What would you do if you had to spend the last month of your pregnancy in the hospital for constant monitoring?
Like, actually living there. I’m talking about eating, sleeping, and showering. Saying goodbye to your daily routine and the comforts of home. Leaving your loved ones behind for a sterile, lonely hospital room.
Having lived through it, I can honestly say that spending the last month of my pregnancy in the hospital was the longest month of my life. Thankfully, we are built to survive, and I was able to ride it out and make the best of it (with a lot of tears, chocolate bars, and Netflix).
My identical twin baby girls, Emmy and Mae, are thriving today because of our long-term hospital stay. I’ll be forever grateful for the care we received during this time, but I can’t ignore how mentally difficult it was for me.
And when I say difficult, I really mean hiking-Mount-Everest-level difficult.
Yes, it was that challenging.
The intensity of not knowing whether they would survive was a feeling I could never prepare for. The constant worry, nonexistent privacy from nurses and doctors coming in and out every hour, impending major abdominal surgery (C-section), COVID visitor restrictions, and reliance on hospital food was enough to almost drive me crazy.
But I made it through! And you could, too.
Here are my 10 best pieces of advice for surviving having to spend the last month of your pregnancy in the hospital:
Leave your room
Go for a walk each morning and evening if you can. Walk the hallways or do laps outside and listen to music or a podcast that you love at the same time. I listened to Nora Roberts audiobooks (dorky, I know). Walks help clear your mind and improve your perspective, and the exercise will make your postpartum recovery easier. If you can’t walk, ask for a hospital volunteer to take you sightseeing in a wheelchair each day. It’s that important to get out.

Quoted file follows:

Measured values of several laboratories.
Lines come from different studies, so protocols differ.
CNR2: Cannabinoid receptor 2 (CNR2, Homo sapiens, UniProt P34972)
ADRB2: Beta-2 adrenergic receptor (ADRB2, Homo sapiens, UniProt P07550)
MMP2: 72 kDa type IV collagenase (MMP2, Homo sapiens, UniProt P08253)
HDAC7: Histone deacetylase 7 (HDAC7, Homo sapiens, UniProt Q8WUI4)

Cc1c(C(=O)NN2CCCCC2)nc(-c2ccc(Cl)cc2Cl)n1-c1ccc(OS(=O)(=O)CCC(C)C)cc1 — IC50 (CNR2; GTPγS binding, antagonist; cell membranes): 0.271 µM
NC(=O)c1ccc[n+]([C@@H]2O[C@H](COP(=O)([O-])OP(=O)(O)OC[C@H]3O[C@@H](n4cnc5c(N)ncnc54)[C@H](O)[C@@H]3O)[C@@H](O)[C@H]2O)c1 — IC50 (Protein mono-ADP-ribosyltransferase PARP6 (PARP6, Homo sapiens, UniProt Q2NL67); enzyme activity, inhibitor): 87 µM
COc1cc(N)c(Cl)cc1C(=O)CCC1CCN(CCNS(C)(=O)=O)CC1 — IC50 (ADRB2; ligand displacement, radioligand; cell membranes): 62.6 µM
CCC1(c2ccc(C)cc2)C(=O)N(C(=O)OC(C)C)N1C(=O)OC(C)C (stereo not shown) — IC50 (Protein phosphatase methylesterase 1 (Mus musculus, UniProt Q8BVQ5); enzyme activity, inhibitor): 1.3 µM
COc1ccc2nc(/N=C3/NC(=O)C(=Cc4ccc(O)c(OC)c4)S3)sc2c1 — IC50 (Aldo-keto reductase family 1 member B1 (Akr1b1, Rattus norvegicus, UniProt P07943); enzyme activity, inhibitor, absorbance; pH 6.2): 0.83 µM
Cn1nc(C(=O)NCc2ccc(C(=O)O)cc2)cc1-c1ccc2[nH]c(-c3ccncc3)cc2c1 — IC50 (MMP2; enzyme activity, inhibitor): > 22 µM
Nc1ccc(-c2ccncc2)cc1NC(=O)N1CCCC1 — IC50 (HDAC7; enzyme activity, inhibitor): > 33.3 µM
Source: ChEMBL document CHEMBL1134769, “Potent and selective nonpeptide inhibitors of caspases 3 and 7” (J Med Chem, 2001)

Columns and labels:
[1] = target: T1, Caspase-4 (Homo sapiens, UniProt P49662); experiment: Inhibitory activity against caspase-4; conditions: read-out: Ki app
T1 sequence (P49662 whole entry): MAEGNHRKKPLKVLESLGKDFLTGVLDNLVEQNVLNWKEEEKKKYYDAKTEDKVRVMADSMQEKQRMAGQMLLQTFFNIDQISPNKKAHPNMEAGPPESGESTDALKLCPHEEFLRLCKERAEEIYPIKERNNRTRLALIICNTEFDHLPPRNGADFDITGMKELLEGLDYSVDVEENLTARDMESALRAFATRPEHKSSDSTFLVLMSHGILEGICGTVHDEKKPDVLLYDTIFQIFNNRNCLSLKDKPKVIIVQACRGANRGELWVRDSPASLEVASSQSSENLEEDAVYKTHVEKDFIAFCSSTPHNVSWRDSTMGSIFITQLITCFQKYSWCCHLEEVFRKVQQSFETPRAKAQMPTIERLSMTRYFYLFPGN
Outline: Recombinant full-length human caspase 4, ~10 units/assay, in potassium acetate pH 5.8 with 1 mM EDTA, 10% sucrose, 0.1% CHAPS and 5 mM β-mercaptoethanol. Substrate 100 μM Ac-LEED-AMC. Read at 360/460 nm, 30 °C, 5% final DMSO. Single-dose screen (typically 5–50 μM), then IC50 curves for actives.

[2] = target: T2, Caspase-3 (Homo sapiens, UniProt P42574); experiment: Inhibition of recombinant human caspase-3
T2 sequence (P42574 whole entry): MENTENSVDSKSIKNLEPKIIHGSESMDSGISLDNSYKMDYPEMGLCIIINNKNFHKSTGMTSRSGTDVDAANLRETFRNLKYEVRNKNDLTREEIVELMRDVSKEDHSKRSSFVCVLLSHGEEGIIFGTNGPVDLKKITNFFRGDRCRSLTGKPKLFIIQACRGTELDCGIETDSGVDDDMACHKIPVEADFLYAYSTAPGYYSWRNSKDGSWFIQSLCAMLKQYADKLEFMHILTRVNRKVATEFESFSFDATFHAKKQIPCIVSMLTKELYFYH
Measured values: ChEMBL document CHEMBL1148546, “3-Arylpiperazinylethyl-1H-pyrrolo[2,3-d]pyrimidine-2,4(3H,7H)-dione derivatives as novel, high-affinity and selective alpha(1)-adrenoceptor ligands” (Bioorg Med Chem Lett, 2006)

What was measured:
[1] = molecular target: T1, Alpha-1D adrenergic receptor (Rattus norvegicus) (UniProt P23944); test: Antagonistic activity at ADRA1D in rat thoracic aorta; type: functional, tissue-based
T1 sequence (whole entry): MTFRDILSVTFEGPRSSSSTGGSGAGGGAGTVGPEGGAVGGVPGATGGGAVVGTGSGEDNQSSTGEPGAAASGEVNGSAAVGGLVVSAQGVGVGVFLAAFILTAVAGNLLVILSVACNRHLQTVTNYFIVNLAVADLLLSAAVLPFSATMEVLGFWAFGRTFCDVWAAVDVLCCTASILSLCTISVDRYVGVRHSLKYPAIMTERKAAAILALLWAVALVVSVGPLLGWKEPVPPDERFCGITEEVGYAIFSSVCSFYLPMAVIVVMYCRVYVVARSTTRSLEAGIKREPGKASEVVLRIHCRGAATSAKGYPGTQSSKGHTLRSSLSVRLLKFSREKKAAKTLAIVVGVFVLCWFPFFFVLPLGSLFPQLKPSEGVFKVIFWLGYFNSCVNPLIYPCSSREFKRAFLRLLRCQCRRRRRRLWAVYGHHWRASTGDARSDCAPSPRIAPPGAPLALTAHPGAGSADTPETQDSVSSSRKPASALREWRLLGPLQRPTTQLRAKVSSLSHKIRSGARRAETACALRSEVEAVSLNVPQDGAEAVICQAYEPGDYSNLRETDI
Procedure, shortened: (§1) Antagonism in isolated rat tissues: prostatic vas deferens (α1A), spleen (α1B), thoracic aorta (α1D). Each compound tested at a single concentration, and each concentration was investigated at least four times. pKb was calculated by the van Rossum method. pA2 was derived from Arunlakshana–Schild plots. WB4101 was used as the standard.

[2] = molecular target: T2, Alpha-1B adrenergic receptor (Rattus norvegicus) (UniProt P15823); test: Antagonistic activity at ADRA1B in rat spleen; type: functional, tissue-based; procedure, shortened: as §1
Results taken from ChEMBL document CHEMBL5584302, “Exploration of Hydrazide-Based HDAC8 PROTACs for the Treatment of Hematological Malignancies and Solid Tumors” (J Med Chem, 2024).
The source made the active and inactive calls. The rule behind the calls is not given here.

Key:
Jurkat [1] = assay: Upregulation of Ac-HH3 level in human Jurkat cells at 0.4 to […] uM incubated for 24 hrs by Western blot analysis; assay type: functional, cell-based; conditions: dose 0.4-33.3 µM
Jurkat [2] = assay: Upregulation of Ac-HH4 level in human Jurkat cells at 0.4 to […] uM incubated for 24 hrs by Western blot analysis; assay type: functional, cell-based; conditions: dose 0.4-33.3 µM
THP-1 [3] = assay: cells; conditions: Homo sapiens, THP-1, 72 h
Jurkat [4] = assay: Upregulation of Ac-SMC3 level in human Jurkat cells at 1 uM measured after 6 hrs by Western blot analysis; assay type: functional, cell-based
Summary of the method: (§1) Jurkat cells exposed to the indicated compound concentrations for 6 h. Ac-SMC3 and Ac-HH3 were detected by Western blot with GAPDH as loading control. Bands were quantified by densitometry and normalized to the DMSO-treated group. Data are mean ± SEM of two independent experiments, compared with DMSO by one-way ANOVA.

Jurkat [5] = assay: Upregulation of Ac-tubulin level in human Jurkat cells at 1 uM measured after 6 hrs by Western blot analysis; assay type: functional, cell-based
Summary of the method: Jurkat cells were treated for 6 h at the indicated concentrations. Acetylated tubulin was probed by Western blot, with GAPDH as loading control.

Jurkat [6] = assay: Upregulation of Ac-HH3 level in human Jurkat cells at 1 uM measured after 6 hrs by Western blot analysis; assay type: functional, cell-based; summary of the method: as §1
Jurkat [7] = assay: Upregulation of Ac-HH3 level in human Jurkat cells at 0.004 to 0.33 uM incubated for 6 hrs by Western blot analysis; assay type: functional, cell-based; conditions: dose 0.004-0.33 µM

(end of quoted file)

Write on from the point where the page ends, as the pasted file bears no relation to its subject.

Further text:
Buy a cheap, portable jigsaw puzzle table online and bring it with you to the hospital. I also had murder mystery logic puzzle books and crosswords. They help pass the time. (Warning: you may earn the reputation as “the puzzle lady” and you may find nurses working on your puzzle while you’re out of your room.)
Create a routine ASAP to make the time go by faster.
Make your room feel as homey as possible. I brought a quilt for my bed, put plants on the windowsill (not a bouquet of flowers – potted plants last a while and give you something to take care of), hung photos and my son’s artwork on the wall, and set up my bathroom countertop like home.
My therapist encouraged me to cry regularly to help release all the worry I was holding onto (and had been for 6 months at that point!) There will be challenging stages ahead (NICU time, bringing newborns home, raising your children for 18+ years, to name a few…) and crying releases stress so you can be ready for the next stage.
Find one! Thankfully, my therapist was able to meet with me using video chat and she was incredibly helpful during this time.
Bring a chair into your bathroom for phone calls. Nurses, doctors, cleaning staff, med students, and residents will be coming into your room throughout the day and sometimes you just need a dang minute to yourself! I held multiple work meetings and had therapy sessions in my bathroom. You’ll hear people knock and come into your room… ignore them. Take that time for yourself. Trust me, they’ll be back later.
Enjoy food! Choose the highest quality food available to you and enjoy some dessert each day (if it’s safe for you!) Use food delivery apps to order yourself meals when you get sick of the hospital food.
Find a way to ask the nurses (kindly!) how they can visit you the least amount possible. For example, I hated being woken up at night so I asked for a schedule that would allow for the most sleep at night possible. With this, my daily NSTs (Non-Stress Tests) were always at 6 am, 2 pm, and 9 pm.
Try to look at the big picture
Shop online and have baby supplies delivered to your home, plan a vacation, plan a party for the following season… plan anything fun! I started planning a beach vacation for the following year… super ahead of time but I needed something to look forward to. I pictured my babies at the beach in little sun hats, which always made me smile.
Days spent in the hospital are going to feel long and you’ll feel like you’re never going to be home again, but know that you will. You will feel like a bada** momma when you get through these crazy hard stages and you will love yourself for it. Know that if you’re trying your best, you’re doing exactly what you should be, and you’ll get through it. Having to spend the last month of your pregnancy in the hospital isn’t fun, but bringing home my healthy babies made it all worthwhile.
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